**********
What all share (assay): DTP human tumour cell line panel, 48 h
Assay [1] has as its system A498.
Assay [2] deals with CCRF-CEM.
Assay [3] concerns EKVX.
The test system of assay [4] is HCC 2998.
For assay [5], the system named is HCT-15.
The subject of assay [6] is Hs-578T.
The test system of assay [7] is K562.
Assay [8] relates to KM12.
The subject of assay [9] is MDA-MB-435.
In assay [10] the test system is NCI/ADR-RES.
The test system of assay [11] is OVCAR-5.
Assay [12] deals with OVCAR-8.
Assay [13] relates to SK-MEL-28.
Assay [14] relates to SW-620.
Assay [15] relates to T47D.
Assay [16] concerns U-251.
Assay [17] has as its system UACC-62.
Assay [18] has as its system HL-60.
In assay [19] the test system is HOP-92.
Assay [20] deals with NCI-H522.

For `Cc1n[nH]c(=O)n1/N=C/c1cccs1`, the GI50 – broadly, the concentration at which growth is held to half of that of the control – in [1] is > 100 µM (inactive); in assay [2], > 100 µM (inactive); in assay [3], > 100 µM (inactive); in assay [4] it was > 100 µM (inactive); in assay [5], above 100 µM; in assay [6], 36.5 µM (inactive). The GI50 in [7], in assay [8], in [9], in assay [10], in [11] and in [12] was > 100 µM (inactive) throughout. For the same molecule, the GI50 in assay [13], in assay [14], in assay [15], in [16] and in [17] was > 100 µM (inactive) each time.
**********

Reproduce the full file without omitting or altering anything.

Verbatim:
What all share (assay): DTP human tumour cell line panel, 48 h
Assay [1] has as its system A498.
Assay [2] deals with CCRF-CEM.
Assay [3] concerns EKVX.
The test system of assay [4] is HCC 2998.
For assay [5], the system named is HCT-15.
The subject of assay [6] is Hs-578T.
The test system of assay [7] is K562.
Assay [8] relates to KM12.
The subject of assay [9] is MDA-MB-435.
In assay [10] the test system is NCI/ADR-RES.
The test system of assay [11] is OVCAR-5.
Assay [12] deals with OVCAR-8.
Assay [13] relates to SK-MEL-28.
Assay [14] relates to SW-620.
Assay [15] relates to T47D.
Assay [16] concerns U-251.
Assay [17] has as its system UACC-62.
Assay [18] has as its system HL-60.
In assay [19] the test system is HOP-92.
Assay [20] deals with NCI-H522.

For `Cc1n[nH]c(=O)n1/N=C/c1cccs1`, the GI50 – broadly, the concentration at which growth is held to half of that of the control – in [1] is > 100 µM (inactive); in assay [2], > 100 µM (inactive); in assay [3], > 100 µM (inactive); in assay [4] it was > 100 µM (inactive); in assay [5], above 100 µM; in assay [6], 36.5 µM (inactive). The GI50 in [7], in assay [8], in [9], in assay [10], in [11] and in [12] was > 100 µM (inactive) throughout. For the same molecule, the GI50 in assay [13], in assay [14], in assay [15], in [16] and in [17] was > 100 µM (inactive) each time.